Incident Response

When a security team discovers a threat, it's critical that businesses are prepared for the next steps. A well-coordinated sequence of operations and events assigned to certain stakeholders on a dedicated incident response team is required in an incident response plan (IRP). Some companies may have their own in-house incident response team, while others may opt for a hybrid model in which they outsource technical analysis but manage the rest of the IRP in-house.

We will cover the following:

  1. What is Incident Response?
  2. Steps for Effective Incident Response
  3. What is an Incident Response Team's Role?
  4. Who is Responsible for Incident Response?
  5. Why Incident Response is Important?

What is Incident Response?

The process through which an organization addresses a data breach or cyberattack, including how the company seeks to control the consequences of the attack or breach, is referred to as incident response. Finally, the goal is to successfully manage the incident such that harm is limited, recovery time and expenses are kept to a minimum, and collateral damage such as brand reputation is maintained to a minimum.

Organizations should have a defined incident response plan in place at the very least. This strategy should specify what defines an incident for the organization and layout a step-by-step procedure to follow in the event of an incident. It's also a good idea to name the teams, employees, or leaders who will be in charge of both the overall incident response initiative and the specific actions outlined in the incident response plan.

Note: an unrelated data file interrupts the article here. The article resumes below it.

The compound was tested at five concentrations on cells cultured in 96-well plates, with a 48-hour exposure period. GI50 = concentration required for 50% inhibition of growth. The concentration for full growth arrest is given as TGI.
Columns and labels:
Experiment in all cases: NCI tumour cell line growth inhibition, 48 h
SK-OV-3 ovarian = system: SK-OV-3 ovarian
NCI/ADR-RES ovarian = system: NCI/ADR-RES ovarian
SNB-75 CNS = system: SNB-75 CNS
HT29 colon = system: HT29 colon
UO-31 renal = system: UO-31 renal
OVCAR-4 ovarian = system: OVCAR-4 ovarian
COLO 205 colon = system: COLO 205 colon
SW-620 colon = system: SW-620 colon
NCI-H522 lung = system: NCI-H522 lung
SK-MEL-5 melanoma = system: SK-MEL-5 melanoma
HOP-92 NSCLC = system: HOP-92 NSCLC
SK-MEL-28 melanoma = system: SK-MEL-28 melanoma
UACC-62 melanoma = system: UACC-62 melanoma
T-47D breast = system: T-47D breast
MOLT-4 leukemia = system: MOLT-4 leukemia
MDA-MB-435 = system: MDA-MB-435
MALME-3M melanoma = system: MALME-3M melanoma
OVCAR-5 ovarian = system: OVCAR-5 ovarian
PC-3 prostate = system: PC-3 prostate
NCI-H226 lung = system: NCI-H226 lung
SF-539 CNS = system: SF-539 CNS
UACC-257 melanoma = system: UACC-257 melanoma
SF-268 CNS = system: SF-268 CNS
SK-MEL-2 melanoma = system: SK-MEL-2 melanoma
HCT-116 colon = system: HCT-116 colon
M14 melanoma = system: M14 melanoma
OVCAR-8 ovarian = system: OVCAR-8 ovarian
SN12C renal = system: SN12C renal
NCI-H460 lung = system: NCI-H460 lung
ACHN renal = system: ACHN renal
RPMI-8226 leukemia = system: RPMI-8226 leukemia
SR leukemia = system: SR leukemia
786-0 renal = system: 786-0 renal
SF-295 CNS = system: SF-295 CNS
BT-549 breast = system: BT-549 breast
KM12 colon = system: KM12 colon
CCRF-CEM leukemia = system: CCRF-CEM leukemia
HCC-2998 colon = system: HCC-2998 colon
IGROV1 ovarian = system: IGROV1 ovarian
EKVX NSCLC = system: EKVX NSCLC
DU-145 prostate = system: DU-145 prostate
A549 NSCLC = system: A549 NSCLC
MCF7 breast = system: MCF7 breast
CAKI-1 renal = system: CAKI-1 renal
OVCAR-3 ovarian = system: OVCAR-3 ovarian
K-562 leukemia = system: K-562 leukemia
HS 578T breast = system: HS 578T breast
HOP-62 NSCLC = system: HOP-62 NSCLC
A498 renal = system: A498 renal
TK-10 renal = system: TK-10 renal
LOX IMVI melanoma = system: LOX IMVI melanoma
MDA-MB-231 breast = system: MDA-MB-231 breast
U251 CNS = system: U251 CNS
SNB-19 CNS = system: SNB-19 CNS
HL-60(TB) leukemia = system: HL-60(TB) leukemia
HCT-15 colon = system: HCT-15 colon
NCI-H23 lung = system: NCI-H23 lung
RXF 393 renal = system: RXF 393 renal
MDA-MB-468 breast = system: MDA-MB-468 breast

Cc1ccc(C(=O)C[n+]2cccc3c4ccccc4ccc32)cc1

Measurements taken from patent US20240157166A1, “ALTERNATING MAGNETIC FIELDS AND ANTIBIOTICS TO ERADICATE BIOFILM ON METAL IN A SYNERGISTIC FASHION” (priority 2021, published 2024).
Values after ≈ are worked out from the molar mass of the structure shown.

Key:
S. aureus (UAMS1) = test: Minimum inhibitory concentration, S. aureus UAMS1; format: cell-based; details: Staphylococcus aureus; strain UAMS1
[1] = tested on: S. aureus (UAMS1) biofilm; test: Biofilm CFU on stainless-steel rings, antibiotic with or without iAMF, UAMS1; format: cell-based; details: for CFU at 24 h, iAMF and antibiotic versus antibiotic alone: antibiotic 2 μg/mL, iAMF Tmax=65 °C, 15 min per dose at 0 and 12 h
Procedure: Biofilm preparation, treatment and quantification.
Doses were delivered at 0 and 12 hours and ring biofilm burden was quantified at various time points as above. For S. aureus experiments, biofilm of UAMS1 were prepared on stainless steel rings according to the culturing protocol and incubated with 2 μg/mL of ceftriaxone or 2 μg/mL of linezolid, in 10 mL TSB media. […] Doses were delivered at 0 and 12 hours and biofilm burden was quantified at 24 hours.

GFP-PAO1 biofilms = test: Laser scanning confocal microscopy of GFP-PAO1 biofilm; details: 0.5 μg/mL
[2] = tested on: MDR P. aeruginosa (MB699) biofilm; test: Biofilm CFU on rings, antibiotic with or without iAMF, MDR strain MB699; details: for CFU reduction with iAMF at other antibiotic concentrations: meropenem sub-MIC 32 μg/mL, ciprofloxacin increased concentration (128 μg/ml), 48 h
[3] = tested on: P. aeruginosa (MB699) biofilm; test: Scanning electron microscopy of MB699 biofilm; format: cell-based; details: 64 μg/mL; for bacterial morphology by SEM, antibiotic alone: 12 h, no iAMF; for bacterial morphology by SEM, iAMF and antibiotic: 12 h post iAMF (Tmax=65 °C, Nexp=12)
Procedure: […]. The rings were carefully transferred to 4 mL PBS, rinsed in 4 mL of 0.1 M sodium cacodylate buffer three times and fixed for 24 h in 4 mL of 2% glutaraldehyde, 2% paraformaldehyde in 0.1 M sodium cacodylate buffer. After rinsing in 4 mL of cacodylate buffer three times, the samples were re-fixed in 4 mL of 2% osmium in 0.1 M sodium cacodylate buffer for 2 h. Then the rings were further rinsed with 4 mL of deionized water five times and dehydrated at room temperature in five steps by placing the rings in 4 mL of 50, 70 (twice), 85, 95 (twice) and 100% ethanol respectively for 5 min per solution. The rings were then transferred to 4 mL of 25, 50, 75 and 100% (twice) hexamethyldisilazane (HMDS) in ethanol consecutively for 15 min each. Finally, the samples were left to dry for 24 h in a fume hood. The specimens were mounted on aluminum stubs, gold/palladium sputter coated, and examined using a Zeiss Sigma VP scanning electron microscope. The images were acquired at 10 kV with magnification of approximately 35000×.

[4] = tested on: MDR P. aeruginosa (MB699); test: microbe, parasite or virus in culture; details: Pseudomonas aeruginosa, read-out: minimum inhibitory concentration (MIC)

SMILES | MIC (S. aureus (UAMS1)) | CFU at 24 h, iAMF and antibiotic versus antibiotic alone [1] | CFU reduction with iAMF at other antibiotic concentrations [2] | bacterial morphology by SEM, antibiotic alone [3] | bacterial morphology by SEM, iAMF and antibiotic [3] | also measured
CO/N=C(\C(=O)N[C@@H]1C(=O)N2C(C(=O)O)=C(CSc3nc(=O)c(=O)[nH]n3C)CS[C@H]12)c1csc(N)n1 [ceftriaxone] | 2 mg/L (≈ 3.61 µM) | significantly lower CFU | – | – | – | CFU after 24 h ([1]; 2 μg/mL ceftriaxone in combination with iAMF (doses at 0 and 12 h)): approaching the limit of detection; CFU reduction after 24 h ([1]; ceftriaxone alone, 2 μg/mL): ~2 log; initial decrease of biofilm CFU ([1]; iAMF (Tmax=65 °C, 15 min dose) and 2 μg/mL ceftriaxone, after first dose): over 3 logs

Making and having a flight plan before it is needed is what incident response is all about. Rather than being an IT-centric procedure, it is a broader business function that ensures an organization's ability to make timely decisions based on accurate data.

Steps for Effective Incident Response

An incident response plan contains six important phases, according to the SANS Institute:

Step 1: Preparation

Preparing for an eventual security breach is the most crucial phase of incident response. Preparation includes policy, response plan/strategy, communication, documentation, identifying CIRT members, access control, tools, and training to help organizations decide how well their CIRT will be able to respond to an incident.

Step 2: Identification

Identification is the process of detecting occurrences, ideally quickly to allow for a quick response and hence lower costs and losses. IT staff gathers events from log files, monitoring tools, error messages, intrusion detection systems, and firewalls to discover and determine issues and their scope in this step of effective incident response.

Step 3: Containment

Containing an issue once it has been recognized or identified is a high priority. The primary goal of containment is to confine the harm and prevent it from spreading. It's vital to remember that throughout the containment phase, all of SANS' recommended measures should be followed, notably to avoid the destruction of any evidence that may be needed later for prosecution. These phases include short-term containment, system backup, and long-term containment.

Step 4: Eradication